Effects of hyperbaric oxygenation treatment

Hyperbaric Oxygenation Treatment (HBOT) is a type of non-invasive therapy that consists of administering oxygen (O2) at a pressure greater than the atmospheric for therapeutic purposes. It has a set of physiological effects that affect every person subjected to the hyperbaric environment. The therapeutic effects are based on the increase of oxygen in plasma that improves tissue availability. Its side effects are well defined and are rare if the treatment is indicated by specialists.

1) Physiological effects of HBOT: they depend on the increase of the environmental pressure per se, and on the elevation of the partial pressure of oxygen.

2) Volumetric effects: based on the Boyle-Mariotte law, the elevation of the environmental pressure decreases the volume of all the aerial organic cavities that are not in contact with the respiratory tract (urinary bladder, digestive tract, paranasal sinuses) in proportionally inverse function. This effect is reversible by restoring the value of the atmospheric pressure. All hollow objects, or that contain air inside, experience the same volume variations.

3) Solometric effects: according to Henry’s law, breathing a pure oxygen in a hyperbaric environment produces a progressive increase in arterial oxygen pressure. The volume of oxygen dissolved and transported by the plasma increases more than 22 times.

4) Therapeutic effects:

Direct effects: arterial, venous and tissue hyperoxia, and especially the great increase in transport and availability of plasma oxygen, provide a possible therapeutic effect in those diseases in which there is a general or local tissue hypoxia phenomenon, as an etiopathogenic factor. Hyperbaric oxygenation provides an additional supply of oxygen transported by the plasma. It is oxygen in physical form, dissolved in plasma, oblivious to the rheological limitations or metabolic constraints that limit the transfer or use of erythrocyte oxygen; it is an oxygen that accedes by capillarity, for example, to terminal ischemic territories and that is transferred in favor of gradient by simple diffusion.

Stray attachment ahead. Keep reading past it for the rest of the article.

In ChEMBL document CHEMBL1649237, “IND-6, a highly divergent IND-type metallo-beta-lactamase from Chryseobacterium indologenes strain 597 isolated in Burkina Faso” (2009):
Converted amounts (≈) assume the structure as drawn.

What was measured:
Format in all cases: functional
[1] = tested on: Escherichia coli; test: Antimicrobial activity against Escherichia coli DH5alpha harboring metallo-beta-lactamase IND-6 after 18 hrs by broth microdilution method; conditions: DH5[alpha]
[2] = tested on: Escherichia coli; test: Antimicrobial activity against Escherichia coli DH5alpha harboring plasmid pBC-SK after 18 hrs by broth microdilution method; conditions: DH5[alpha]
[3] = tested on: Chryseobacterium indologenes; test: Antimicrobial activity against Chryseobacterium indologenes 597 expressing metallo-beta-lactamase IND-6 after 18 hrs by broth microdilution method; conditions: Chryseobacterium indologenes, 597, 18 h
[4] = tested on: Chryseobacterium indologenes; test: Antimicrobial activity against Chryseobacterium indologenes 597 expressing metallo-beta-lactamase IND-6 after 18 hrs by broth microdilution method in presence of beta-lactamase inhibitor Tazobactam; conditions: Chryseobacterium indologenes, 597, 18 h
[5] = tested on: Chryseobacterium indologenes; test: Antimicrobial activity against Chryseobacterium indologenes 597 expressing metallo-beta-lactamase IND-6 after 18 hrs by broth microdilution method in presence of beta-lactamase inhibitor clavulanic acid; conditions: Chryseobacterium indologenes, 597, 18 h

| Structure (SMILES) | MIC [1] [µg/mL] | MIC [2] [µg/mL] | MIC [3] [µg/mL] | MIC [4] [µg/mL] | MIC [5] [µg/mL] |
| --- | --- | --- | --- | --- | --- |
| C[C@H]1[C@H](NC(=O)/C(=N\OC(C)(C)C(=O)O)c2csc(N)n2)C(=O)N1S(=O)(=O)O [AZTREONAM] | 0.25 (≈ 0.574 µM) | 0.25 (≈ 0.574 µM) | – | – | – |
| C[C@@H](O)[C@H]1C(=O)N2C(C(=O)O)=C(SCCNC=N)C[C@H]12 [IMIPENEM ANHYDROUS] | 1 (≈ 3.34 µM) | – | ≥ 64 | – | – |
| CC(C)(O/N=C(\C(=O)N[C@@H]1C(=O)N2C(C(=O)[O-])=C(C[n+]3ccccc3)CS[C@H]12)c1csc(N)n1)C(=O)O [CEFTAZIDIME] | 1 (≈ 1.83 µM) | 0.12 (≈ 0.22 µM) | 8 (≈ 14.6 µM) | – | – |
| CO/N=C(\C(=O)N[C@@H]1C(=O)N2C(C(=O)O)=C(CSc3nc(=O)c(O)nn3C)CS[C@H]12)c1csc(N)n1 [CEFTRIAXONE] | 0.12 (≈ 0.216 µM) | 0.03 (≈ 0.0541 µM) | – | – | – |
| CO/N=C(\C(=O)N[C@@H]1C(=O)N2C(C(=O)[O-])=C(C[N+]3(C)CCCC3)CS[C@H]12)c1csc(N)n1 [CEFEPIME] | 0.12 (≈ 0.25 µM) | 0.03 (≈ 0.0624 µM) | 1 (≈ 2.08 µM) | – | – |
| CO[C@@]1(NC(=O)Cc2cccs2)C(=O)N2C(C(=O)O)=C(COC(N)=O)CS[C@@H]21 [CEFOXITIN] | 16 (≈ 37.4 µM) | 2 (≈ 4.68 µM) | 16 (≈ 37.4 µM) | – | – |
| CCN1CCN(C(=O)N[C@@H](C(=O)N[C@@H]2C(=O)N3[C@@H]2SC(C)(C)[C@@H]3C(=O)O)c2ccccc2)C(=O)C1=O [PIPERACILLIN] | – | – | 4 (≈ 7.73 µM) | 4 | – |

Indirect effects: depending on certain pathophysiological states, specific therapeutic actions are produced in some diseases:

  1. a) Decrease in the volume of bubbles in case of gas embolism
  2. b) Robin-Hood effect: when there is a state of local hypoxia (peripheral vasculopathies, compartmental syndromes, malignant edema), this territory benefits from the deprived plasma volume at the expense of healthy territories.
  3. c) Stimulation of microneovascularization and neocolagenization. Angiogenesis.
  4. d) Reactivation of oxygen-dependent phagocytic capacity of polymorphonuclear granulocytes (PMN).
  5. e) Bactericidal action on some anaerobic sporulated germs.
  6. f) Blocking the formation of clostridial toxins.
  7. g) Fast elimination of carboxyhemoglobin (HbCO).

The increased pressure may cause barotraumatic lesions on the eardrum, sinuses, hollow cavities and lungs if adequate preventive measures are not taken.

Hyperoxia increases the formation of enzymatic antioxidants that try to stop the increase of free radicals. If this compensating mechanism is insufficient, oxidative stress occurs.

As in any therapeutic modality, careful approaches are required. The presence of pneumothorax with valvular mechanism, the existence of thoracotomies, the history of spontaneous pneumothorax, or hypersusceptibility to convulsive episodes, as well as infectious and catarrhal diseases of the upper respiratory tract, flatulent dyspepsia and acute or chronic septal syncope force to increase caution.

Source

Lilliam Arteaga Monge, Gerald Schmitz and Xiomara Arias González; Hyperbaric oxygen therapy; Medical Journal of Costa Rica and Central America LXVIII (599) 393-399 2011.

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